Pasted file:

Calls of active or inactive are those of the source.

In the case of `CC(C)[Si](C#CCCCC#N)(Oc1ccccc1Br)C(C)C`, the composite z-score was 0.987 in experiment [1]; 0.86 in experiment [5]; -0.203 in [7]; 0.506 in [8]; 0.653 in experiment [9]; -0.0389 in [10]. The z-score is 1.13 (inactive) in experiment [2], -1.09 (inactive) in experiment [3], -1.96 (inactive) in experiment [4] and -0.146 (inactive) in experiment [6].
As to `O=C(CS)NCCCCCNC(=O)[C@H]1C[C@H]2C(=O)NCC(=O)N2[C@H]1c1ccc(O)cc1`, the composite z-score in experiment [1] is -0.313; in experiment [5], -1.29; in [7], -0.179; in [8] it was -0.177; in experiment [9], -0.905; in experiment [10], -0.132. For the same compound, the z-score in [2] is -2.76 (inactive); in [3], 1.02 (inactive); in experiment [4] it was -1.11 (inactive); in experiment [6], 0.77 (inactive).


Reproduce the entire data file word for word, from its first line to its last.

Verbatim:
Calls of active or inactive are those of the source.

In the case of `CC(C)[Si](C#CCCCC#N)(Oc1ccccc1Br)C(C)C`, the composite z-score was 0.987 in experiment [1]; 0.86 in experiment [5]; -0.203 in [7]; 0.506 in [8]; 0.653 in experiment [9]; -0.0389 in [10]. The z-score is 1.13 (inactive) in experiment [2], -1.09 (inactive) in experiment [3], -1.96 (inactive) in experiment [4] and -0.146 (inactive) in experiment [6].
As to `O=C(CS)NCCCCCNC(=O)[C@H]1C[C@H]2C(=O)NCC(=O)N2[C@H]1c1ccc(O)cc1`, the composite z-score in experiment [1] is -0.313; in experiment [5], -1.29; in [7], -0.179; in [8] it was -0.177; in experiment [9], -0.905; in experiment [10], -0.132. For the same compound, the z-score in [2] is -2.76 (inactive); in [3], 1.02 (inactive); in experiment [4] it was -1.11 (inactive); in experiment [6], 0.77 (inactive).